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An Adorable ASL Version of How the Grinch Stole Christmas

Last year a little Deaf girl named Shaylee stole our hearts with her adorable and linguistically sophisticated sign language performance of The Night Before Christmas. This year the ASL learning site ASLnook (run by her parents Sheena McFeely and Manny Johnson) features a new performance by Shaylee in which she tells the story of How the Grinch Stole Christmas. You can see her above, with her hair done up like Cindy Lou, bringing the story to life.

Once again she expresses the full range of her linguistic and storytelling skills, deftly shifting among the perspectives of many characters. To take just one example, in the section that starts at 1:00, she shows the Grinch’s perspective with a downward eye gaze. The Grinch is at the top of a mountain looking down on the festivities.

Then she switches to the perspective of the people he’s watching by shifting her gaze up.

Then she starts the next clause with a quick downward shift of the eyes. This tiny, subtle movement establishes that she is once again in the Grinch’s perspective.

And boy does he hate Christmas.

Eye gaze is just one of the many devices used in ASL storytelling to keep a story running smoothly and coherently. Shaylee, who is only 5 years old, shows impressive control over all of them. It’s enough to make your heart grow 3 sizes.

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By Ben Wittick (1845–1903) - Brian Lebel's Old West Show and Auction, Public Domain, Wikimedia Commons
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History
Photo of Billy the Kid and Pat Garrett, Purchased for $10, Could Be Worth Millions
By Ben Wittick (1845–1903) - Brian Lebel's Old West Show and Auction, Public Domain, Wikimedia Commons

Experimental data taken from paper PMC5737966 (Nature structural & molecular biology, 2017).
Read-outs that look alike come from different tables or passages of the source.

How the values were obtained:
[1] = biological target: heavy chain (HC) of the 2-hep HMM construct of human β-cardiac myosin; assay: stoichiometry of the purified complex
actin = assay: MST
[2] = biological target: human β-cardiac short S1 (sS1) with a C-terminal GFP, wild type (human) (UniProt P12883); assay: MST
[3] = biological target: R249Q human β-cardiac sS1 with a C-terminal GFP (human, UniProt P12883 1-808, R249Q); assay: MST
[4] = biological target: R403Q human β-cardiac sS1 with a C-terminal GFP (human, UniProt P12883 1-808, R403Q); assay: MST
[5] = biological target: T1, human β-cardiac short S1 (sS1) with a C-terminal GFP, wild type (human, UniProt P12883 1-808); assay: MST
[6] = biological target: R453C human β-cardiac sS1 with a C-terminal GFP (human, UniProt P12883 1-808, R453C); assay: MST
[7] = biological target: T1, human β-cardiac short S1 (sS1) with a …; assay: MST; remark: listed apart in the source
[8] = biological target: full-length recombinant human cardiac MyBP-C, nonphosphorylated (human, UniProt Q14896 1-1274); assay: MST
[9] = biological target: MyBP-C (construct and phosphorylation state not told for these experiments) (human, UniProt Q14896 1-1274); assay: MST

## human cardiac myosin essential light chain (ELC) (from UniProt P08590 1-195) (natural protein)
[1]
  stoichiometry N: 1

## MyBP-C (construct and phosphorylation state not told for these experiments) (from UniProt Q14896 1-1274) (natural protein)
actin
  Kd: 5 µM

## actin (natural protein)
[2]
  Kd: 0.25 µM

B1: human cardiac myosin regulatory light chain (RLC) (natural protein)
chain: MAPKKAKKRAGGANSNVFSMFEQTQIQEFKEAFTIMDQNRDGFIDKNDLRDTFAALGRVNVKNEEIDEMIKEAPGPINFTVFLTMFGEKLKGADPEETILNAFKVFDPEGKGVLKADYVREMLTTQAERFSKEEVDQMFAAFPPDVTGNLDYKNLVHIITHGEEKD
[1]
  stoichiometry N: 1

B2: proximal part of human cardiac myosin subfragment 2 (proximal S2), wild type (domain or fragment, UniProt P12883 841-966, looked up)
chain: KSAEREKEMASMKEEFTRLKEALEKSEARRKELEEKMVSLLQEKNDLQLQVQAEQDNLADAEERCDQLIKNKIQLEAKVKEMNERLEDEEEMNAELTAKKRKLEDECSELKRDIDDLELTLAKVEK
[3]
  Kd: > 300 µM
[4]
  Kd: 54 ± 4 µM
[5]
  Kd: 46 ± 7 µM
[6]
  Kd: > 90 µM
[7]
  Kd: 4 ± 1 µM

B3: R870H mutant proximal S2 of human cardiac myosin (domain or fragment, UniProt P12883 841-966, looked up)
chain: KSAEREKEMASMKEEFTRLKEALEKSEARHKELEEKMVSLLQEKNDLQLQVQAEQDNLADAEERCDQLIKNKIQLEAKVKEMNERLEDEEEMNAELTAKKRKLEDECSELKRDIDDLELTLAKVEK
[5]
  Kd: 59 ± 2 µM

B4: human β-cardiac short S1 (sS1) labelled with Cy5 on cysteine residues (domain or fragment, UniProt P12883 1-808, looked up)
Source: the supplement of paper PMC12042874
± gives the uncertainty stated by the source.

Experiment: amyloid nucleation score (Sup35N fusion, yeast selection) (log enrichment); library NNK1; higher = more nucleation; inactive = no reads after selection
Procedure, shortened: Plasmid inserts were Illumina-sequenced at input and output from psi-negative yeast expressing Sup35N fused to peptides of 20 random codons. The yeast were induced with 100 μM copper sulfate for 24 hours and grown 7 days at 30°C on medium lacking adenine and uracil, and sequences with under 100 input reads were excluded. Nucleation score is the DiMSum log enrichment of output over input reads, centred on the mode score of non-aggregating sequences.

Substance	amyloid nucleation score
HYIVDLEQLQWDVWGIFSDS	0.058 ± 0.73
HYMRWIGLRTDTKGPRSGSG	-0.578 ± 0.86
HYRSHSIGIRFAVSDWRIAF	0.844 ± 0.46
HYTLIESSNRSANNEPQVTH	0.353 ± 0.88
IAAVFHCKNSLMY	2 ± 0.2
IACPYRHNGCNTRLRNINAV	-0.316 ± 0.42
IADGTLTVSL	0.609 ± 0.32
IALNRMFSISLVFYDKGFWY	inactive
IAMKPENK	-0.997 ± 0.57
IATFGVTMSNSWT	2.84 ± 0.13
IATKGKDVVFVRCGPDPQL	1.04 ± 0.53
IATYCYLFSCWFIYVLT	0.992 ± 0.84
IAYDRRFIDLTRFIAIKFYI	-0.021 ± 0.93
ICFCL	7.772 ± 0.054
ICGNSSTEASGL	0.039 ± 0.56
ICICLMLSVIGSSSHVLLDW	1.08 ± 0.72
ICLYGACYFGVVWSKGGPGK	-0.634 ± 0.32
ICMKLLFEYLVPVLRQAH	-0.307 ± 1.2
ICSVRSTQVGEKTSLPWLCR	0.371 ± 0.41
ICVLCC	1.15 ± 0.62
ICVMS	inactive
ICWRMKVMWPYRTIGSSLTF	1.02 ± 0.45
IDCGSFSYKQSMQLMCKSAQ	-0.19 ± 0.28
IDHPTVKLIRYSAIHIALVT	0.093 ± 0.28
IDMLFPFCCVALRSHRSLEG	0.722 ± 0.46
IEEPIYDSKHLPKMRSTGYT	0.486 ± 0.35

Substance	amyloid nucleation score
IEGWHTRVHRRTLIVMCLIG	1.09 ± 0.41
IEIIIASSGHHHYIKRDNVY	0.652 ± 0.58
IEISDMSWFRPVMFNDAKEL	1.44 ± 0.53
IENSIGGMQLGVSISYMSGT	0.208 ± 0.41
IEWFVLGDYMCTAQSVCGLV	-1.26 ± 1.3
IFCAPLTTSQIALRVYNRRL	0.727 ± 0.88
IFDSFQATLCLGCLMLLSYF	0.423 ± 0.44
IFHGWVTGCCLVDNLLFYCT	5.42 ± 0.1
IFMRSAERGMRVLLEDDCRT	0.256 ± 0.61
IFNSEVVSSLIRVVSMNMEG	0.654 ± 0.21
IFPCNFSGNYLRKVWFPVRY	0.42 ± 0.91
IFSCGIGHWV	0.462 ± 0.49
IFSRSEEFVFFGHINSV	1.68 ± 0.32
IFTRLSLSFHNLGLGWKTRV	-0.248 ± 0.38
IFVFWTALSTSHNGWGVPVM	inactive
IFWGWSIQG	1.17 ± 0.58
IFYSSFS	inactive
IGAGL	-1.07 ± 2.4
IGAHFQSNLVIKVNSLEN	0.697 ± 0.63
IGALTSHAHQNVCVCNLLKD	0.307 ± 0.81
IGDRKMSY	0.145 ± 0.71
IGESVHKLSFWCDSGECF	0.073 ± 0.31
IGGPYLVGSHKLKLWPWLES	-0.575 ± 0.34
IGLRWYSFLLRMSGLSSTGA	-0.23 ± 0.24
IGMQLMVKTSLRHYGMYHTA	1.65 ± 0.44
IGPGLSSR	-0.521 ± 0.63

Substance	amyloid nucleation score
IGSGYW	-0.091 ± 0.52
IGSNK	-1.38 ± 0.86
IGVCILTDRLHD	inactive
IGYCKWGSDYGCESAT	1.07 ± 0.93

By Ben Wittick (1845–1903) - Brian Lebel's Old West Show and Auction, Public Domain, Wikimedia Commons

Several years ago, Randy Guijarro paid $2 for a few old photographs he found in an antiques shop in Fresno, California. In 2015, it was determined that one of those photos—said to be the second verified picture ever found of Billy the Kid—could fetch the lucky thrifter as much as $5 million. That story now sounds familiar to Frank Abrams, a lawyer from North Carolina who purchased his own photo of the legendary outlaw at a flea market in 2011. It turns out that the tintype, which he paid $10 for, is thought to be an image of Billy and Pat Garrett (the sheriff who would eventually kill him) taken in 1880. Like Guijarro’s find, experts say Abrams’s photo could be worth millions.

The discovery is as much a surprise to Abrams as anyone. As The New York Times reports, what drew Abrams to the photo was the fact that it was a tintype, a metal photographic image that was popular in the Wild West. Abrams didn’t recognize any of the men in the image, but he liked it and hung it on a wall in his home, which is where it was when an Airbnb guest joked that it might be a photo of Jesse James. He wasn’t too far off.

Using Google as his main research tool, Abrams attempted to find out if there was any famous face in that photo, and quickly realized that it was Pat Garrett. According to The New York Times:

Then, Mr. Abrams began to wonder about the man in the back with the prominent Adam’s apple. He eventually showed the tintype to Robert Stahl, a retired professor at Arizona State University and an expert on Billy the Kid.

Mr. Stahl encouraged Mr. Abrams to show the image to experts.

William Dunniway, a tintype expert, said the photograph was almost certainly taken between 1875 and 1880. “Everything matches: the plate, the clothing, the firearm,” he said in a phone interview. Mr. Dunniway worked with a forensics expert, Kent Gibson, to conclude that Billy the Kid and Mr. Garrett were indeed pictured.

Abrams, who is a criminal defense lawyer, described the process of investigating the history of the photo as akin to “taking on the biggest case you could ever imagine.” And while he’s thrilled that his epic flea market find could produce a major monetary windfall, don’t expect to see the image hitting the auction block any time soon. 

"Other people, they want to speculate from here to kingdom come,” Abrams told The New York Times of how much the photo, which he has not yet had valuated, might be worth. “I don’t know what it’s worth. I love history. It’s a privilege to have something like this.”

[h/t: The New York Times]

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